• Slava Norel


From Atari to consoles like Sega and Nintendo, down to the portability and flexibility of games that came when smartphones hit the market — mobile games won’t cease to leave us in awe. We’ve come a long way from Rovio’s 2011 ‘Angry Birds’ to the greater complexity of Virtual Reality and Augment Reality all cramped up in those little devices. Mobile games are making all sorts of waves across various mobile stores you can think of.

But, when you think of the word “entertainment” what comes to mind is the funny clip of the angry camel chasing a man that popped up on your Youtube feed or the guy juggling five double-edged swords while spewing fire out of his mouth and doing a push up at the same time(Alright, I made this one up, but it’s a good thought). What you may not think of immediately are games — particularly mobile games, and the statistics are not in your favor. Mobiles games have totally changed how people entertain themselves so much that a survey around the world shows users actually spend over 43% of their average time on smartphones playing games; which amounts to about 195 hours in a month(Source: GO-Globe).

The statistics are going to keep blowing you away, so hold on to your sofas or bus stand as we go through the impact mobile games have been having these recent years and how prevalent it has become in today’s society. We’ll be looking at the numbers and tossing out some stereotypes. How wide have mobile games spread in recent years? Who plays mobile games? Shouldn’t it just be rebellious kids and teenagers staging a revolution against the “bedtime” ruse, or are parents secretly taking over from them when they send them off to bed and turn off their phones? These are the kind of questions we are going to be circling around as we go through the data.


A study commissioned by Google Play with SKIM Analytics offers some resourceful insights. This study was done with over 20,000 mobile game players across 8 markets, and their findings crumble the idea of dividing game players into stereotypes of age and gender. Most people would only see two kinds of mobile game players: the ‘hardcore’ gamers who play high skill, complex games and only drop their phones to bathe and sleep or the ‘casual’ gamers who play low skill, unchallenging games and play once in a while.

The reality happens to be that most players don’t fall under these extremes but somewhere between them and more interestingly, they don’t fall under generic groups like old(passive) or young(enthusiast), male(enthusiast) or female(passive). What actually determines the kind of game a person plays and the regularity at which they play are other factors like social behavior and the role of the game in a player’s life drive more passion for a game than their age or gender. It actually turns out that the dominant age group for the game enthusiasts or passive players is between 26 and 45 years old which is not what you’d expect. Also, there is only a slight male bias(a little over 50%) for game enthusiasts and passive players.

So, don’t be surprised when you see the person topping your subway surfer’s high score on your friend list is your grandma — age and skills are not in the same spectrum.


Social media apps are not technically entertainment apps but we’re comparing them with mobile games because of the competition in download rate off mobile stores and how much they have spread through modern society. A place for stalkers, serial killers, and aunts who don’t know any better than to write embarrassing stuff about you on your comment section(In no particular order of severity).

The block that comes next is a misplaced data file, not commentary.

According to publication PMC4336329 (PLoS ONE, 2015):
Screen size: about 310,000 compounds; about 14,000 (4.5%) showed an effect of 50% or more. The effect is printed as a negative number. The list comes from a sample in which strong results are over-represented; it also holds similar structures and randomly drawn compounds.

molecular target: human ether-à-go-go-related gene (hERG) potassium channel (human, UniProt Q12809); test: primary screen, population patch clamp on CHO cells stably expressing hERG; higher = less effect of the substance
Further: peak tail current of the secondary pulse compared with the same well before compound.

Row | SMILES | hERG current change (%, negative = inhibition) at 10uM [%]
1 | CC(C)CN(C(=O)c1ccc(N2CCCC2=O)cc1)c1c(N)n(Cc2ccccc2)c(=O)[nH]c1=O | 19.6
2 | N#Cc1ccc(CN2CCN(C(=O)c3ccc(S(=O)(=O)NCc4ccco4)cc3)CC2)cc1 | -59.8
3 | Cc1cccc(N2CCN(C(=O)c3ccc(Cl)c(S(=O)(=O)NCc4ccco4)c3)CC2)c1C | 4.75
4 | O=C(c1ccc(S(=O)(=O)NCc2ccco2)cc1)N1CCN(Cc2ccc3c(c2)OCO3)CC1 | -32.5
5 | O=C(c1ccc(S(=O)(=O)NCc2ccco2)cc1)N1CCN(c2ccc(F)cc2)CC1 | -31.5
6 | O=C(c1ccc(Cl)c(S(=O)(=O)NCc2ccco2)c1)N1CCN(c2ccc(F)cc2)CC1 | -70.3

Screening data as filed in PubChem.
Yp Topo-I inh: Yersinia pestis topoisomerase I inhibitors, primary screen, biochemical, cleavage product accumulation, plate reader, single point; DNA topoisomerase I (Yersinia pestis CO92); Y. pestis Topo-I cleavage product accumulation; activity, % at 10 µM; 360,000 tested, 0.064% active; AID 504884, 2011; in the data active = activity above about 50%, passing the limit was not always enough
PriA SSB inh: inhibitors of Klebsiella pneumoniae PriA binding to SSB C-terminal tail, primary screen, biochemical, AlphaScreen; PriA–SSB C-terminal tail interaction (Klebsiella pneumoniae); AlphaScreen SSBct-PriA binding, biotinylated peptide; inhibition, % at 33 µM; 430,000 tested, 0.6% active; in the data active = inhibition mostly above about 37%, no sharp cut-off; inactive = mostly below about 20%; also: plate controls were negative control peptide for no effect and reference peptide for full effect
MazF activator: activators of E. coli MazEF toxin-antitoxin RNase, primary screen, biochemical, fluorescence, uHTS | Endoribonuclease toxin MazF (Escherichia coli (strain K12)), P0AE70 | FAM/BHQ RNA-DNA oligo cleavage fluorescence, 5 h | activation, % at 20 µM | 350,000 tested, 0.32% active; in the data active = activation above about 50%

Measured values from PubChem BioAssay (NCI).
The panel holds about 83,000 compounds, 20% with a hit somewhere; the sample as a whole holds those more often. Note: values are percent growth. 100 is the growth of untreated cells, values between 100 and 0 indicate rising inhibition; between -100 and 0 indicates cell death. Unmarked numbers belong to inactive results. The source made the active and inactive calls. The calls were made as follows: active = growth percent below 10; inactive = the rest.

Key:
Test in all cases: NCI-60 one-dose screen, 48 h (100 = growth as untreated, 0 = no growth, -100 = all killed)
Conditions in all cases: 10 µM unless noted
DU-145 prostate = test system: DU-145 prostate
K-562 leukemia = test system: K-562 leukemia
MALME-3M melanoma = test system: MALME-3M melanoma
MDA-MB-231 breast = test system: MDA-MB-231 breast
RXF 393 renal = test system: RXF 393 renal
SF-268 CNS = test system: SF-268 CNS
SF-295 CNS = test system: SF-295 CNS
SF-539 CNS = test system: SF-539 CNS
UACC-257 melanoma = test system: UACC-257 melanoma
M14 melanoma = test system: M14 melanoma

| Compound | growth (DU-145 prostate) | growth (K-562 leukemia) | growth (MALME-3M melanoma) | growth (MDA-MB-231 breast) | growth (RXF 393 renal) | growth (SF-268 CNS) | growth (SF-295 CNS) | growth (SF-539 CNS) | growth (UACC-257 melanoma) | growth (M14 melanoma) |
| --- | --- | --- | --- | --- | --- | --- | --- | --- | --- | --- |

While Social media apps like Facebook and Twitter remain the most popularly downloaded apps from app stores, a recent study done by a mobile advertising company — Tapjoy, sheds some light on what is really going on. This new study suggests that this popular pastime is officially more popular than social networks as of recent, at least in the United States(which seems like a pretty good place to gauge worldwide reactions).

A large percentage of consumers said they’d rather give up social networking apps than give up their favorite Android and iOS games. Now this may seem counterintuitive since these apps are downloaded so much, but it’s not really about how much the apps are download, but how regularly and how much time a user spends on them in a day on average. According to the section of the Tapjoy’s study focus mainly on interactive games, over half of all mobile gamers in the U.S. play interactive titles on their smartphones and tablets for at least an hour per day; and this is only interactive games alone, with many of them being parents. Three out of four launch games no fewer than three times per day whereas almost half do so between 5 and 10 times a day, according to the report.

Personally, I love social media apps, but I have not used Instagram or Twitter in months now and only use Facebook once in a while and usually for business purposes. But, I almost never miss playing Light It Up when I’m eating, in the men’s room or simply taking a break.

Now, let’s just run through some more amazing stats about mobile games:

· There are now 2.4 billion gamers in the world. 203 million out of them are in the U.S and 56% of them play more than 10+ times a week.

· 74c of every dollar spent on the app store was spent on mobile games.

· 62% of people install a game on their phone within a week of owning it.

· Only about 10% of mobile gamers are teenagers.

· 51% of global revenues is attributed to mobile games, as opposed to 25% to console and 24% to PC games.

So, you see, mobile games have slowly crawled their way to the top and it doesn’t look like they’ll give up that throne anytime soon. With the rollout of 5G, advancements in hardware, networks and even AI, mobile games will offer such highly personalized experiences that they will cut into every moment of our lives.



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